K-053. Selenium Availability Influences the Antimicrobial Action of Stannous Salts against Treponema denticola

S. Jackson-Rosario, R. Tarrien, C. Korsvik, W. T. Self;
Univ. of Central Florida, Orlando, FL.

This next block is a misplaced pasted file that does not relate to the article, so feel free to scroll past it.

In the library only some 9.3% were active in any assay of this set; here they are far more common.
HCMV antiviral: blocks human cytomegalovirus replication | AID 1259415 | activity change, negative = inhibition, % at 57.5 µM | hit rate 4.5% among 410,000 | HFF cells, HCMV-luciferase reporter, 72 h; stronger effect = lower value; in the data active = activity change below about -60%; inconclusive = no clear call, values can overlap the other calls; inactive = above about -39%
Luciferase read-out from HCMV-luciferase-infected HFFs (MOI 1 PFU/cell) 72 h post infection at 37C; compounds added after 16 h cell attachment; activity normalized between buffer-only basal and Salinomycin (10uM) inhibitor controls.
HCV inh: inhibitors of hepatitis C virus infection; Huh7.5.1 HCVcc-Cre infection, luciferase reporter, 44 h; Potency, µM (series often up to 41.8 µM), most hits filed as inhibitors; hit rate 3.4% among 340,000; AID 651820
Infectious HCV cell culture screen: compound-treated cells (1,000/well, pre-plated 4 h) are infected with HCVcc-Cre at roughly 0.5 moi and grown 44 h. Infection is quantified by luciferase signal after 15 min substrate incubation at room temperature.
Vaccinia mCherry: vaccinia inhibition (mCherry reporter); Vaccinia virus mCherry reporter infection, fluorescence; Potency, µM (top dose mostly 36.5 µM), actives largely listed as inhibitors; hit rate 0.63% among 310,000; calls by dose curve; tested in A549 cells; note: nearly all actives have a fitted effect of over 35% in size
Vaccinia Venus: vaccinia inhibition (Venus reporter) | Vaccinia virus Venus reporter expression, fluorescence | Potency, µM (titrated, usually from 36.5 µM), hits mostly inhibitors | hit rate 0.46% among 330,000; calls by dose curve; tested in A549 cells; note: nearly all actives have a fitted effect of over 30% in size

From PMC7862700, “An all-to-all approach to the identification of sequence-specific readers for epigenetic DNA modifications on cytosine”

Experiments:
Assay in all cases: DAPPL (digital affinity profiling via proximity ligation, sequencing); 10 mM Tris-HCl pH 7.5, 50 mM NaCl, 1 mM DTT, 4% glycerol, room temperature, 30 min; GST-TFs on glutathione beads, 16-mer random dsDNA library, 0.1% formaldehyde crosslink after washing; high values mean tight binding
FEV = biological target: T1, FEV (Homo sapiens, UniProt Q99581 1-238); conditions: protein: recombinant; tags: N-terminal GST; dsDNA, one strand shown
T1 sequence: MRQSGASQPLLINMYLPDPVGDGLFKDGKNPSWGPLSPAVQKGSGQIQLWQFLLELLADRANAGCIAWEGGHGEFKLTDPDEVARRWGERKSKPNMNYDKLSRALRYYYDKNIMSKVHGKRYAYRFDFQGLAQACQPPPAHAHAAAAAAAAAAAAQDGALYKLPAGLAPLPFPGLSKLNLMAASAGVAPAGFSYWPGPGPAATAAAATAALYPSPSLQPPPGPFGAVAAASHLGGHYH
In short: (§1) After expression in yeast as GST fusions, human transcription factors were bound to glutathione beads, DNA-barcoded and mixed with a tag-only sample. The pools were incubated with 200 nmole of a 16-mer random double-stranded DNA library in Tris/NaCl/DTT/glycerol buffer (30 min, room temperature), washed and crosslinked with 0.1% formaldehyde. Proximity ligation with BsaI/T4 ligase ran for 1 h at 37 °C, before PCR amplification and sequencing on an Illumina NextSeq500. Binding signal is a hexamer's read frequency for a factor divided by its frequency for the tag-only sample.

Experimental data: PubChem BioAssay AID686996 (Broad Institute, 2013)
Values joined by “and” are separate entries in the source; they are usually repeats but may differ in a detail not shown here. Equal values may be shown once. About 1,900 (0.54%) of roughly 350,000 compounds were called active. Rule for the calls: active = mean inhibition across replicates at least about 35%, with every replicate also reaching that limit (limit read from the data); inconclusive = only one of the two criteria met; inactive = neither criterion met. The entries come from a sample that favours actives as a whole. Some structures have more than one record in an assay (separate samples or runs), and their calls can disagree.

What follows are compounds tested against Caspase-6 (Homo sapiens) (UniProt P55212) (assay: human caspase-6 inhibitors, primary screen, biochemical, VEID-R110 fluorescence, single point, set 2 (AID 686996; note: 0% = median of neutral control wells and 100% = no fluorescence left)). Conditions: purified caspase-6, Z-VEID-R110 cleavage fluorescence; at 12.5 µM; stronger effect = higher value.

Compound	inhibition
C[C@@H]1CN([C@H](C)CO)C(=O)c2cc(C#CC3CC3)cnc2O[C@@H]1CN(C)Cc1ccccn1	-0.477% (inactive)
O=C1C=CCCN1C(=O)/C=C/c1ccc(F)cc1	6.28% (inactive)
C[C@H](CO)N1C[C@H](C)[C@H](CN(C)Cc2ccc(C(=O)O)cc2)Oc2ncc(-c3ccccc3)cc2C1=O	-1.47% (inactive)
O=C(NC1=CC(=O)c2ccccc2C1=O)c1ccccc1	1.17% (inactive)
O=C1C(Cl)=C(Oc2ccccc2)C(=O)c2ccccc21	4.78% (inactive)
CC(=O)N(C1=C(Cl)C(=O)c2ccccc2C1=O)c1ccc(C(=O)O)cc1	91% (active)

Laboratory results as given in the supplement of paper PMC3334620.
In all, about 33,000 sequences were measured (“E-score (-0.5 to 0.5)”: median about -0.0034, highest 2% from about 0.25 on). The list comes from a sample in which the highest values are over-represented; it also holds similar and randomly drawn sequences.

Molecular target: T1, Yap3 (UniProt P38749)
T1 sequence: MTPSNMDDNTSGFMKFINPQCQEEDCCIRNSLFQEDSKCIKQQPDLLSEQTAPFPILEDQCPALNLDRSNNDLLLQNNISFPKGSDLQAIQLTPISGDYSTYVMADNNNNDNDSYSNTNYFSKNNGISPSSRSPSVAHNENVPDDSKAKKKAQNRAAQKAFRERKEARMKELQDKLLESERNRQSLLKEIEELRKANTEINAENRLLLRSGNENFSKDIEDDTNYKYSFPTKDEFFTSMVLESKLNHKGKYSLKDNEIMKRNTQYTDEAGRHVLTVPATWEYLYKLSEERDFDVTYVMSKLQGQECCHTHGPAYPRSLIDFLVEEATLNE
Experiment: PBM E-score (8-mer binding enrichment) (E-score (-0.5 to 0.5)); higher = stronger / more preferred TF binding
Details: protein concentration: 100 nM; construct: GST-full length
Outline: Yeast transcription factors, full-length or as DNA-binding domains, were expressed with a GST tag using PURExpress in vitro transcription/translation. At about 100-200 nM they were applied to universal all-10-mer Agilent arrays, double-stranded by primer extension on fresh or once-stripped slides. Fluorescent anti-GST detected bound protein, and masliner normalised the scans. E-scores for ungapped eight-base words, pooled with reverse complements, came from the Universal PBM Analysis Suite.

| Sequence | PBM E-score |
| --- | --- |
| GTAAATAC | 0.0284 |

Background - Many studies have indicated that oral spirochetes are associated with periodontal disease. Although few of these organisms have been characterized, the best studied is Treponema denticola. This pathogen produces proteolytic enzymes and ferments amino acids through Stickland reactions for energy metabolism. The central enzyme involved in Stickland fermentation is glycine reductase, a selenoenzyme. As such, T. denticola requires selenium for growth. Stannous salts inhibit growth of T. denticola. The mechanism of this inhibition is not understood. Previous studies have demonstrated an inverse relationship between the concentrations of selenium and tin in biological systems. In this study we examine the impact of selenium supplementation on the antimicrobial action of stannous salts in T. denticola. Methods - T. denticola was cultivated in 1375 NOS Spirochete medium (ATCC) under anaerobic conditions enriched with 4-10% CO2 at 37ºC. Varying amounts of sodium fluoride, stannous fluoride and stannous chloride were added to cultures. Cultures were supplemented with either sodium selenite or L-selenocysteine and incubated for 48 hours. Growth was monitored by measuring optical density at 600 nm. Radioisotope selenium (75Se) incorporation was followed to determine selenoprotein synthesis. Total protein synthesis was followed by incorporation of 35S-labeled methionine/cysteine. Results - We have found that addition of selenium in the form of selenite or L-selenocystine to the growth media significantly reduces the inhibitory action of stannous fluoride and stannous chloride on growth of T. denticola. However, selenium supplementation does not impact the inhibitory activity of sodium fluoride. Conclusion -T. denticola depends on selenium for growth. The results obtained in this study indicate that the antimicrobial activity of stannous salts is affected by the addition of selenium to the culture medium. These results suggest that stannous salts may target selenium metabolism in this organism and that other agents that inhibit selenoprotein synthesis could be novel antimicrobials that enhance oral health.